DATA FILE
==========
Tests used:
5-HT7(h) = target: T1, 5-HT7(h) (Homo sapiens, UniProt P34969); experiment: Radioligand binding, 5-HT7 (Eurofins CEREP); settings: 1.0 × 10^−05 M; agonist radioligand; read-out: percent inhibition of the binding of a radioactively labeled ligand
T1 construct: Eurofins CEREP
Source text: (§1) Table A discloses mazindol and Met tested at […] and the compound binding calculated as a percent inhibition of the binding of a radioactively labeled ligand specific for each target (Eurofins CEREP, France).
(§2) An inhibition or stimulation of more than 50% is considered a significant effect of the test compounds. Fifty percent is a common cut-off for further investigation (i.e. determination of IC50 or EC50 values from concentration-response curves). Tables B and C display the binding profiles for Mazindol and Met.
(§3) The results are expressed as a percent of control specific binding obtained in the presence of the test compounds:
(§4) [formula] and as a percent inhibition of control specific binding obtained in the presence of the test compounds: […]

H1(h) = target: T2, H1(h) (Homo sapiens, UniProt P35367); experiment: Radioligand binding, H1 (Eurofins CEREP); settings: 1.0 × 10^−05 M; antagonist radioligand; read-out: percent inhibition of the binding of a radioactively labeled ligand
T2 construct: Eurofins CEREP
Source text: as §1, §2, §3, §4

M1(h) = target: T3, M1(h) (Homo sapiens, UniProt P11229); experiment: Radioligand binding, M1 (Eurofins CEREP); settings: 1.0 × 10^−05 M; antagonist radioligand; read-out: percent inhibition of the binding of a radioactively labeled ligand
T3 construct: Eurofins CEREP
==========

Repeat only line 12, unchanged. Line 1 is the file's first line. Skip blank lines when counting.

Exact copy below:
T3 construct: Eurofins CEREP